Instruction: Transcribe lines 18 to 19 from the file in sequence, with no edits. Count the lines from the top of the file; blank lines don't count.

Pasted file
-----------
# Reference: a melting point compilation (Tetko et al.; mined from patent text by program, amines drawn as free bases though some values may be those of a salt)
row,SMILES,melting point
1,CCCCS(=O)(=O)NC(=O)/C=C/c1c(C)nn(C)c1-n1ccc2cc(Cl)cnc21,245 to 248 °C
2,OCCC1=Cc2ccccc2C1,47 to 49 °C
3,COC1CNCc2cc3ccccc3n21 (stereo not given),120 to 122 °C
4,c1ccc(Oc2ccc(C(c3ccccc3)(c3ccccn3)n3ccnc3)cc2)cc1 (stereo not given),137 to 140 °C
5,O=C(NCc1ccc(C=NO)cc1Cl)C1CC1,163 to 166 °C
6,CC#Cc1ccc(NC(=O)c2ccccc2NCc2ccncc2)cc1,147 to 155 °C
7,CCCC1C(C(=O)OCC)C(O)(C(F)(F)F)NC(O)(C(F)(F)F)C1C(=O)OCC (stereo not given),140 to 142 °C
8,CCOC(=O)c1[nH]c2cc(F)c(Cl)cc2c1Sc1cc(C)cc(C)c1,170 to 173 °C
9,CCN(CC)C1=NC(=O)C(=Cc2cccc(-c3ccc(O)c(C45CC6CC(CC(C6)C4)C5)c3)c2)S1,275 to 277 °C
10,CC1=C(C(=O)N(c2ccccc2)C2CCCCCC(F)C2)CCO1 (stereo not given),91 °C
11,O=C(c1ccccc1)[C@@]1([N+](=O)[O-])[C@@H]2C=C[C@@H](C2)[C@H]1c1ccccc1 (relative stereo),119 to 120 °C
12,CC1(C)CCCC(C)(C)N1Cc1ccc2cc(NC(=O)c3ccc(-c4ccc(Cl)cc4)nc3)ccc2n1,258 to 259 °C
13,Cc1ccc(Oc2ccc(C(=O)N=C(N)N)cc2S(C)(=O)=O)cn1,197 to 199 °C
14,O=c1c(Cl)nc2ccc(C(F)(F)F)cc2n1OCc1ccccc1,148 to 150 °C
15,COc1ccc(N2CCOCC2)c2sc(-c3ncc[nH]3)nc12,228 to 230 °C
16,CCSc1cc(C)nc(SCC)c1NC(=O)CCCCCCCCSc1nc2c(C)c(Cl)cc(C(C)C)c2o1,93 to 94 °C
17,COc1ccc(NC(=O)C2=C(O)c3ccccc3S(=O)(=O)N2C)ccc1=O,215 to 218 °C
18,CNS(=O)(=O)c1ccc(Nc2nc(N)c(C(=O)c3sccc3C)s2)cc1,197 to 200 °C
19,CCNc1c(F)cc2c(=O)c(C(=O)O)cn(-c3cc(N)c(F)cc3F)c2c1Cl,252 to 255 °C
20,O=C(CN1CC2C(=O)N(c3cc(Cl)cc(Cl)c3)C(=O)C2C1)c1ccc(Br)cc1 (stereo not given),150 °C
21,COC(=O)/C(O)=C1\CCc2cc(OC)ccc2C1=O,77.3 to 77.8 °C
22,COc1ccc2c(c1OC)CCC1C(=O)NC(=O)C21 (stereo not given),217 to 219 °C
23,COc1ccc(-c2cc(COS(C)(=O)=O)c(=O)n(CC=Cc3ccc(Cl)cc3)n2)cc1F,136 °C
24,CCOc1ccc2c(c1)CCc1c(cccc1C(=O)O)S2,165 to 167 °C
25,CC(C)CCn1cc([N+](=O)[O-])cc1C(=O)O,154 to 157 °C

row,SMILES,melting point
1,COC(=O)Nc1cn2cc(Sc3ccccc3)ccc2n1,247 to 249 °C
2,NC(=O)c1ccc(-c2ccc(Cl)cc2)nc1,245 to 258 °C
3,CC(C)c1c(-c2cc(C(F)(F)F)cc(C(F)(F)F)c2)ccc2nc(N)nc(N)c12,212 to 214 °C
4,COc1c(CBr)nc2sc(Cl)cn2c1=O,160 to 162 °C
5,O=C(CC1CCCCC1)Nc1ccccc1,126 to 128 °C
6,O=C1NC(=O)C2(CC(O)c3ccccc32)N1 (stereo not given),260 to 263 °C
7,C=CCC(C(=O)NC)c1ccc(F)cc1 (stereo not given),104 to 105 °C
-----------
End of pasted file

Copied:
16,CCSc1cc(C)nc(SCC)c1NC(=O)CCCCCCCCSc1nc2c(C)c(Cl)cc(C(C)C)c2o1,93 to 94 °C
17,COc1ccc(NC(=O)C2=C(O)c3ccccc3S(=O)(=O)N2C)ccc1=O,215 to 218 °C